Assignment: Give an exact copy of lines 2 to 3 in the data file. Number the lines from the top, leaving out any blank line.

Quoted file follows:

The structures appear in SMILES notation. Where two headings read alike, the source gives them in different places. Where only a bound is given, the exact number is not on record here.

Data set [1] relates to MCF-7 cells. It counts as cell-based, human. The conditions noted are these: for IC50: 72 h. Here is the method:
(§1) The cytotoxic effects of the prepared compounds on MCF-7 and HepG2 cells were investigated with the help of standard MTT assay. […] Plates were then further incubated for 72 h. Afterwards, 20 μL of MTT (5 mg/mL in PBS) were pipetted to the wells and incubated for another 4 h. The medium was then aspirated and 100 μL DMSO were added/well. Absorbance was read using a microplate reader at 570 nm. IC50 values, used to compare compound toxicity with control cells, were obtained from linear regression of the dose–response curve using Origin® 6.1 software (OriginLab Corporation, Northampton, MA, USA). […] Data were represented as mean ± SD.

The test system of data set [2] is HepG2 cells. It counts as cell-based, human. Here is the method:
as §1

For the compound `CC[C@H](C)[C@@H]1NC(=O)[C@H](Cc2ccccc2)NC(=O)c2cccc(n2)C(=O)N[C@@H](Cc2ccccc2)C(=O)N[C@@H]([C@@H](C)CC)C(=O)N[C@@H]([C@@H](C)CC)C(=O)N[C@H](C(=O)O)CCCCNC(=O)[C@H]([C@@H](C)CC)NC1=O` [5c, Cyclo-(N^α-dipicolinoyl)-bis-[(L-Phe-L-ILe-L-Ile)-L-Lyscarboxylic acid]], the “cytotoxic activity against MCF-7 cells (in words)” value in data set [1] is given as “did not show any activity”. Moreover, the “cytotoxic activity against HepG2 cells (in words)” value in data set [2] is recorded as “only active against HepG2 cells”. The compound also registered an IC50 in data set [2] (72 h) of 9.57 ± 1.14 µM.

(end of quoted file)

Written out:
Data set [1] relates to MCF-7 cells. It counts as cell-based, human. The conditions noted are these: for IC50: 72 h. Here is the method:
(§1) The cytotoxic effects of the prepared compounds on MCF-7 and HepG2 cells were investigated with the help of standard MTT assay. […] Plates were then further incubated for 72 h. Afterwards, 20 μL of MTT (5 mg/mL in PBS) were pipetted to the wells and incubated for another 4 h. The medium was then aspirated and 100 μL DMSO were added/well. Absorbance was read using a microplate reader at 570 nm. IC50 values, used to compare compound toxicity with control cells, were obtained from linear regression of the dose–response curve using Origin® 6.1 software (OriginLab Corporation, Northampton, MA, USA). […] Data were represented as mean ± SD.